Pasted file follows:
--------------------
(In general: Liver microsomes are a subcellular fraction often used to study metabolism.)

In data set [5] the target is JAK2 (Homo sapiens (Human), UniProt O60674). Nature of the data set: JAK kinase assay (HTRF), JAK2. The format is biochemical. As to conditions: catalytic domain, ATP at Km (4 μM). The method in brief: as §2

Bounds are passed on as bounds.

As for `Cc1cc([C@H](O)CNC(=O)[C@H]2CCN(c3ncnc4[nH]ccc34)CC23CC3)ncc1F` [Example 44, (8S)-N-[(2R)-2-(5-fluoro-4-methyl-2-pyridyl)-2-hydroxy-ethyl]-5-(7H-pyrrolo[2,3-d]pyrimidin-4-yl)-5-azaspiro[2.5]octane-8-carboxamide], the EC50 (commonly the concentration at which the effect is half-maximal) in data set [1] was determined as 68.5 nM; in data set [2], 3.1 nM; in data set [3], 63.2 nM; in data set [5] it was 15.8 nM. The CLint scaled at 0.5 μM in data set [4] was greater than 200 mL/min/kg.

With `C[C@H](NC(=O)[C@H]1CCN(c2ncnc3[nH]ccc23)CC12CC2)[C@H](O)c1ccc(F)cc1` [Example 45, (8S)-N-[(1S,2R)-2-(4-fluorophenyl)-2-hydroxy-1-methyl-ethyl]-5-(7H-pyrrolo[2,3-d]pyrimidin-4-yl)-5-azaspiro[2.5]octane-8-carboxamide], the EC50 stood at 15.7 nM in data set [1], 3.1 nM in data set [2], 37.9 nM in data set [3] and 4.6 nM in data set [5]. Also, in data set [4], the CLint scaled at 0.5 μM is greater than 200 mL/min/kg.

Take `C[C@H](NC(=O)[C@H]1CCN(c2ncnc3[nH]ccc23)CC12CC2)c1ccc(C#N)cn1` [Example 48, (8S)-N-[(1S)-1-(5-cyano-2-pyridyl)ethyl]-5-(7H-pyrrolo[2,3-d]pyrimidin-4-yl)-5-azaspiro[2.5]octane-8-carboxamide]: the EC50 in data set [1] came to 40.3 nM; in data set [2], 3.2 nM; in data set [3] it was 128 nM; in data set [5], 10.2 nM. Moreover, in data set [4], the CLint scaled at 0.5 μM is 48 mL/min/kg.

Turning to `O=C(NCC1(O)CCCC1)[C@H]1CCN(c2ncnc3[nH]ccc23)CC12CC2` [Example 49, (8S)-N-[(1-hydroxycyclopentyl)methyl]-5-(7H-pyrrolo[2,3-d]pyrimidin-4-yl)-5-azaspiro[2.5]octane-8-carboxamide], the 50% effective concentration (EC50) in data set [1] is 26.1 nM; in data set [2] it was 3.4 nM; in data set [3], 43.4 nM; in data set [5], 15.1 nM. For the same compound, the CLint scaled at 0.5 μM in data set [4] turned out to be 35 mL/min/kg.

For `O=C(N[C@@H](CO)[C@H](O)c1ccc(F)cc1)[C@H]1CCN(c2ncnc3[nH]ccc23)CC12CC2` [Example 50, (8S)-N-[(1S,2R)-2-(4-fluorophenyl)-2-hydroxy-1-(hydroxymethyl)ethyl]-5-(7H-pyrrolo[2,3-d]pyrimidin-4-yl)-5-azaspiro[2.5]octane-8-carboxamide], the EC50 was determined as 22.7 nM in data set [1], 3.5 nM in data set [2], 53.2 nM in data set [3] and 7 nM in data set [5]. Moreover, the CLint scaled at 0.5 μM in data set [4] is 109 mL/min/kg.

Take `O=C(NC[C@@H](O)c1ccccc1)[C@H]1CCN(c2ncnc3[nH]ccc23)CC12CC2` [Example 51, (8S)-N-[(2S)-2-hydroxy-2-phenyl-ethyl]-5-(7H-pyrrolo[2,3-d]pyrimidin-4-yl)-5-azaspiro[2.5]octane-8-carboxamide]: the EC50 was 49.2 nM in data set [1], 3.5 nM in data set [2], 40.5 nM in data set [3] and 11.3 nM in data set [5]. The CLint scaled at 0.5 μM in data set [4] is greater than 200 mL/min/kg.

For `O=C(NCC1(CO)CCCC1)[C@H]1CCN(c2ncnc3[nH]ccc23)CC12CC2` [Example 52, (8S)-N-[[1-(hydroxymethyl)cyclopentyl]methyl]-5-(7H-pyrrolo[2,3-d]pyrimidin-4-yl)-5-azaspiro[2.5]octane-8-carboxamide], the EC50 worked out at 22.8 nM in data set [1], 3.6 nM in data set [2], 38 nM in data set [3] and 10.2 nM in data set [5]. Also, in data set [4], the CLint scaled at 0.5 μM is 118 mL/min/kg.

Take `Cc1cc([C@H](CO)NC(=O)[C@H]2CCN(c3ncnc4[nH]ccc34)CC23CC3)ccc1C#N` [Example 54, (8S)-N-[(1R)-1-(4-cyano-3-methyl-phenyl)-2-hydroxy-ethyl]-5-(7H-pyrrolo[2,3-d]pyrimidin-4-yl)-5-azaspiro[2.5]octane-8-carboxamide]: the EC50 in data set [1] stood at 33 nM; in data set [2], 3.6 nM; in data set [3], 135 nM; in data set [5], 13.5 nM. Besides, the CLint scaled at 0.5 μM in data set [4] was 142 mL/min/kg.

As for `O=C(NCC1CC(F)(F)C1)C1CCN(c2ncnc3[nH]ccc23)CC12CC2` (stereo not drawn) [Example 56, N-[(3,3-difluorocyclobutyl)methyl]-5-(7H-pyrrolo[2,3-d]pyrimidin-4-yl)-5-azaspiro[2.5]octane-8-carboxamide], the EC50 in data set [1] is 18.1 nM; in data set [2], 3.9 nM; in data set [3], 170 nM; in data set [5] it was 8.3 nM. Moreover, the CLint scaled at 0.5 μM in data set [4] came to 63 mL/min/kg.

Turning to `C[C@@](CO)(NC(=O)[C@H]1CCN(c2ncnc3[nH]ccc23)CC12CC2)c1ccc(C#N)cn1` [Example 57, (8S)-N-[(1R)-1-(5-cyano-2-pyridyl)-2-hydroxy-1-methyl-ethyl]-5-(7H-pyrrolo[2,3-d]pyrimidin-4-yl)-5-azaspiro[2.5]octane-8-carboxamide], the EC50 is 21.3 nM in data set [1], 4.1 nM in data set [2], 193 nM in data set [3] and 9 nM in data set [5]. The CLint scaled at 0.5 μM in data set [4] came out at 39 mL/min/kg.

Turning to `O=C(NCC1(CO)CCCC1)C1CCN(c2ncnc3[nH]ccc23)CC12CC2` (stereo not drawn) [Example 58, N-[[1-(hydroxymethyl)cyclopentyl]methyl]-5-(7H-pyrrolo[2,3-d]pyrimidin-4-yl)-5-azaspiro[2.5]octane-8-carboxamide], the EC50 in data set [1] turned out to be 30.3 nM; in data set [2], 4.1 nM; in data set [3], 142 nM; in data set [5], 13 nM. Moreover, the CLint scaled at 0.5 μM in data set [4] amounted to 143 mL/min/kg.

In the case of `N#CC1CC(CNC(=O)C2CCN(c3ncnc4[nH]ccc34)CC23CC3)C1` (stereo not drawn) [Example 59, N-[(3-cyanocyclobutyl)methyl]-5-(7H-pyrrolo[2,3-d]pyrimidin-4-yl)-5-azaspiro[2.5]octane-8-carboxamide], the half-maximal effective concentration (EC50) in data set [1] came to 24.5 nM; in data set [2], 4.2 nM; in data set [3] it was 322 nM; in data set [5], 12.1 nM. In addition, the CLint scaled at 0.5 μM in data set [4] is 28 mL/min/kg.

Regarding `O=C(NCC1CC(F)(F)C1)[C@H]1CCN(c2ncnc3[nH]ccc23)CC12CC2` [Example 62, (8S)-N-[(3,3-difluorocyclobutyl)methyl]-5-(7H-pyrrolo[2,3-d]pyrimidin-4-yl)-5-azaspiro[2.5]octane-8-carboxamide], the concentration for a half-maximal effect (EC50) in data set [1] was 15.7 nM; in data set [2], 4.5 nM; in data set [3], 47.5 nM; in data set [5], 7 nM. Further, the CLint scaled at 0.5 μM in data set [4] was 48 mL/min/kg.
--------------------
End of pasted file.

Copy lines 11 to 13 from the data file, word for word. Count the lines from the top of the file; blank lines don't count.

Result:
Take `Cc1cc([C@H](CO)NC(=O)[C@H]2CCN(c3ncnc4[nH]ccc34)CC23CC3)ccc1C#N` [Example 54, (8S)-N-[(1R)-1-(4-cyano-3-methyl-phenyl)-2-hydroxy-ethyl]-5-(7H-pyrrolo[2,3-d]pyrimidin-4-yl)-5-azaspiro[2.5]octane-8-carboxamide]: the EC50 in data set [1] stood at 33 nM; in data set [2], 3.6 nM; in data set [3], 135 nM; in data set [5], 13.5 nM. Besides, the CLint scaled at 0.5 μM in data set [4] was 142 mL/min/kg.

As for `O=C(NCC1CC(F)(F)C1)C1CCN(c2ncnc3[nH]ccc23)CC12CC2` (stereo not drawn) [Example 56, N-[(3,3-difluorocyclobutyl)methyl]-5-(7H-pyrrolo[2,3-d]pyrimidin-4-yl)-5-azaspiro[2.5]octane-8-carboxamide], the EC50 in data set [1] is 18.1 nM; in data set [2], 3.9 nM; in data set [3], 170 nM; in data set [5] it was 8.3 nM. Moreover, the CLint scaled at 0.5 μM in data set [4] came to 63 mL/min/kg.

Turning to `C[C@@](CO)(NC(=O)[C@H]1CCN(c2ncnc3[nH]ccc23)CC12CC2)c1ccc(C#N)cn1` [Example 57, (8S)-N-[(1R)-1-(5-cyano-2-pyridyl)-2-hydroxy-1-methyl-ethyl]-5-(7H-pyrrolo[2,3-d]pyrimidin-4-yl)-5-azaspiro[2.5]octane-8-carboxamide], the EC50 is 21.3 nM in data set [1], 4.1 nM in data set [2], 193 nM in data set [3] and 9 nM in data set [5]. The CLint scaled at 0.5 μM in data set [4] came out at 39 mL/min/kg.